Favoured by newcomers and experienced owners alike, the chrome-bumper MGB is popular for a reason. Easy to maintain and great to drive, it’s a cracking choice
Words: Chris Randall
Enthusiasts will need little in the way of introduction to one of the most affordable and popular cars on the classic scene. Launched in 1962 to replace the MGA, the MGB proved to be an instant hit, and with monocoque construction it was a much more modern affair. The roadster appeared first, with the GT arriving in 1965 with its neat Pininfarina styling that blended sporting looks with useful practicality.
All were powered by the durable four-cylinder B-Series engine (plus a Rover V8 from 1973, although we’ll save that for another time) and while there were numerous rivals – including the likes of the Triumph TR4 and Sunbeam Alpine – few could match the overall usability and driver appeal of this newest MG. We’re concentrating here on the chrome-bumpered B that, with various detail changes, was produced until 1975 when it was transformed into the somewhat divisive ‘rubber bumper’ model that ultimately lasted through to 1980.
Essentially, the MGB makes as much sense as it’s always done. Perfect for seasoned owners or beginners alike, it’s a classic that appeals on so many levels and one that deserves every bit of its enduring popularity.
For a car that appears so compact and simple, a B can harbour a multitude of corrosion-related sins, so don’t be swayed by a shiny exterior. Rust can fester deep within the structure, requiring major surgery, and the cost of such work will far outstrip the value. Plenty have been restored already, of course, although you’ll need to establish the quality of the work as low values led to more than a few examples being bodged over the years.
In the worst case scenario you can buy a brand new shell but at £13,000–15,000 depending on the version, this is an expensive undertaking. Assuming you’re not considering such a drastic approach, the important thing is examining every inch of the bodywork, concentrating on all of the typical trouble-spots such as wings, wheelarches, door bottoms, bonnet (alloy prior to around 1970 when it was swapped for steel) and the GT’s double-skinned tailgate.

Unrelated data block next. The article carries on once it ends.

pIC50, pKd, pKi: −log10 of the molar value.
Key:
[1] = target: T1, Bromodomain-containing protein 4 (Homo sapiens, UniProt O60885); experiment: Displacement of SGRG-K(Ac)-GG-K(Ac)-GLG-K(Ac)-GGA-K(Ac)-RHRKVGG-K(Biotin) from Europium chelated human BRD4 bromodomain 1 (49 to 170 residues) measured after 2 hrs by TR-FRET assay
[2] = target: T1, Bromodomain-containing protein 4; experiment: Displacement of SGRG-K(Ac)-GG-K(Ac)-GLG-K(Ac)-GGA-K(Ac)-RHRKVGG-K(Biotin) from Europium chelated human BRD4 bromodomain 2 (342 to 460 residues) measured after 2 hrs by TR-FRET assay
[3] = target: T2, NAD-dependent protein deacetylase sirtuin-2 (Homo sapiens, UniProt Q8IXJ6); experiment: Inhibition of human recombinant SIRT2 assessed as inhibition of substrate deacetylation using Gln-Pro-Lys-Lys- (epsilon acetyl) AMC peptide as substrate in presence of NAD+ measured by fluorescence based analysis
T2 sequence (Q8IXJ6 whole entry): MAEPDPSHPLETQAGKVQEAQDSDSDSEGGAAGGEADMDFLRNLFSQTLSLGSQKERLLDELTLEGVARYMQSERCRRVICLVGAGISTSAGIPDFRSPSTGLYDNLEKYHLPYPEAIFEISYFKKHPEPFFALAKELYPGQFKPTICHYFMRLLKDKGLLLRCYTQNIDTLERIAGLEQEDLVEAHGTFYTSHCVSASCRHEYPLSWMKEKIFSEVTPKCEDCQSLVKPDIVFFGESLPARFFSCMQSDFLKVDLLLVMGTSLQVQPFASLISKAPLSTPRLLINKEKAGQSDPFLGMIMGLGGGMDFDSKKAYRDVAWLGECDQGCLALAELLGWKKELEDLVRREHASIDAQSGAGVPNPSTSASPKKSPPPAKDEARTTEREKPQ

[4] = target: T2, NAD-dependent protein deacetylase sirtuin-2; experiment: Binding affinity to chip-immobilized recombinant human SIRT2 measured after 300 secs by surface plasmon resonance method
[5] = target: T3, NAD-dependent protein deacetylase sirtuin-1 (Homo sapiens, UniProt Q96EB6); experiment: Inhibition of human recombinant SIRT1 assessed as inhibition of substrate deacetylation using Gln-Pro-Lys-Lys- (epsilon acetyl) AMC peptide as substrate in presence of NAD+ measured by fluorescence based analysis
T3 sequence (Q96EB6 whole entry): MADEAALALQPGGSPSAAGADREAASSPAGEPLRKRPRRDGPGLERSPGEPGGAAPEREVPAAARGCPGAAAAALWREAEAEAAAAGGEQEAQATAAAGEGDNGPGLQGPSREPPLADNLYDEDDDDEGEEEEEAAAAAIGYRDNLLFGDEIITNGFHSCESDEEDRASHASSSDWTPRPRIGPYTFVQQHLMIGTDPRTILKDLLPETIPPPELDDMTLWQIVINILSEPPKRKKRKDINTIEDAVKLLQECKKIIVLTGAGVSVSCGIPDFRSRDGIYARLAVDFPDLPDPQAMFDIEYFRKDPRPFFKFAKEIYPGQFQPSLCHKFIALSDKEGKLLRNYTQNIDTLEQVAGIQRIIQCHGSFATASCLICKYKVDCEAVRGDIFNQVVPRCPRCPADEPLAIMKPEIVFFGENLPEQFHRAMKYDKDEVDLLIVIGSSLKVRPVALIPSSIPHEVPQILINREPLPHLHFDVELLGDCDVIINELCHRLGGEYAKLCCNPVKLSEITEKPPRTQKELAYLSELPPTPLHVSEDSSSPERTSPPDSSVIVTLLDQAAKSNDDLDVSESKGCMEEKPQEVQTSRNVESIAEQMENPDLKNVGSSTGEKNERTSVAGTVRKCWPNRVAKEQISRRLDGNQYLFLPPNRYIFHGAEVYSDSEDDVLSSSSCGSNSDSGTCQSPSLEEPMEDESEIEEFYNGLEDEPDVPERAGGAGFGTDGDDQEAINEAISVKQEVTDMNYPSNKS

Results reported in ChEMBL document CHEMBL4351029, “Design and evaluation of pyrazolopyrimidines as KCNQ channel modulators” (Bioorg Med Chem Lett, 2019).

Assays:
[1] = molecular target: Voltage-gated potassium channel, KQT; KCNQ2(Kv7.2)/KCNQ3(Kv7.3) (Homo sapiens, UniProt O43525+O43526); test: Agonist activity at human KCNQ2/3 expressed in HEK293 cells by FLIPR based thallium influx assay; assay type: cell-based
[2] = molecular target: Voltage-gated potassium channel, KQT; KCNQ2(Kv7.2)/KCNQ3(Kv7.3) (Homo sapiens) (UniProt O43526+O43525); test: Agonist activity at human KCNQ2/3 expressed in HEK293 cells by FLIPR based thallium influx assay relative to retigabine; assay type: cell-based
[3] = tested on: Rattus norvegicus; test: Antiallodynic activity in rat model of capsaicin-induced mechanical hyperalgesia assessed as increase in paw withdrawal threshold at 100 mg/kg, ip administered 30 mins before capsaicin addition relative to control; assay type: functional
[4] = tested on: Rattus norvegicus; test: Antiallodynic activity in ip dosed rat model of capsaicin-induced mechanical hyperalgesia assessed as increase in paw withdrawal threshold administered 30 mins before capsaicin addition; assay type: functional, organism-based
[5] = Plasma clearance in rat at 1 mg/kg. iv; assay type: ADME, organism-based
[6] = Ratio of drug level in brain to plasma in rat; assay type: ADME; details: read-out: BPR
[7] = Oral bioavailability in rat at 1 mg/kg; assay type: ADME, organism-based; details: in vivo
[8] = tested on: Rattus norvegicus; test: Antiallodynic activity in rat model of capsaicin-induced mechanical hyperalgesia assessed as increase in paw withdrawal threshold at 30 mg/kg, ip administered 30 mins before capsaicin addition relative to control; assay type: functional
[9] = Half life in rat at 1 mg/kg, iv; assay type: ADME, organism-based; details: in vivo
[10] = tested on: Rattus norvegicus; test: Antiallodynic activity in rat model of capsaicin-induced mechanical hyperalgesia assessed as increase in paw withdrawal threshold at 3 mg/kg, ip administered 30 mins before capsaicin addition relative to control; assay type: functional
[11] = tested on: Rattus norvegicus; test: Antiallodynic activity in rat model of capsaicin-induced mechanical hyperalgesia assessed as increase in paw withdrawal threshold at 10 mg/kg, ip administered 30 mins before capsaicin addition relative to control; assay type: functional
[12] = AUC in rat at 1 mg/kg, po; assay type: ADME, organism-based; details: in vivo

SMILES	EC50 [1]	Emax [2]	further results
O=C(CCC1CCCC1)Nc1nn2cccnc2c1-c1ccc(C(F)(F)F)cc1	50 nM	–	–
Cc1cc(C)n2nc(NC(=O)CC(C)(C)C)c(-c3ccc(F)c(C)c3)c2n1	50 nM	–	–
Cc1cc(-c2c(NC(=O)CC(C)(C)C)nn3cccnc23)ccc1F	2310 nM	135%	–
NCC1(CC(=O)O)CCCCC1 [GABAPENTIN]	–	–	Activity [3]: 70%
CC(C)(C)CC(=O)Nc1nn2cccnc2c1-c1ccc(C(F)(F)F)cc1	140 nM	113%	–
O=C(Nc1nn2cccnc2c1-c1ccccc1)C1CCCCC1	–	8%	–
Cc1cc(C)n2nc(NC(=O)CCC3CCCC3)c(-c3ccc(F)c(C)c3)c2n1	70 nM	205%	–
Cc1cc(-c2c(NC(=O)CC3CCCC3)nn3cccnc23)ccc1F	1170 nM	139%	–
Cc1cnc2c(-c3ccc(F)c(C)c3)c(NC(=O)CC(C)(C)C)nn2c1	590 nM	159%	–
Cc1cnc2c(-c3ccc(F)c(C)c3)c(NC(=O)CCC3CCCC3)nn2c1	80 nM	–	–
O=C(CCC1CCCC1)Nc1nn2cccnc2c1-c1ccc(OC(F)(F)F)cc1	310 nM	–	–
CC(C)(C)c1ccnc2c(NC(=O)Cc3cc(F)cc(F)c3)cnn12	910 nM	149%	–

The scuttle, screen surrounds and door pillars also require inspection, and assess the fit of the doors; if they catch on the B pillars the whole shell could be awry. The integrity of the sills and castle sections is crucial, too, as replacement means cutting off the bottom of the front and rear wings. And close scrutiny is needed beneath as the floors, outriggers, jacking points and rear spring hangers can all dissolve away. Under the bonnet, check the bulkhead for rot.
The good news is that every panel and repair section you could need is available, but don’t underestimate the time and cost involved in restoring a B properly; finding one that’s been done to a good standard is a much better starting place. Finally, remember to check the condition of the brightwork along with the hood and frame on a roadster – the design changed from the old ‘packaway’ style to a folding type in 1970 but it’s possible to fit the later, improved set-up to an earlier car.
Engine and transmission
The B-Series engine is a tough old thing and the five-bearing version fitted from 1964 is notably more robust. They’ll soldier on with even a modicum of regular maintenance and a DIY rebuild is straightforward; budget around £2500 for a professional to do it, and a similar amount for a rebuilt unit with an unleaded cylinder head.
If it seems broadly healthy then check for blue smoke indicating bore wear or a blocked crankcase breather, and low oil pressure – 50-60psi at speed is a good sign. And listen out for knocks and rumbles from the bottom end indication the need for a rebuild, and for the clatter of a worn timing chain and valve-gear. Check for oil leaks too – a leaking rear crankshaft oil seal means the engine will need to come out to fix it. Neglect can result in the cooling system silting up, so look for signs of overheating which will do for the head gasket.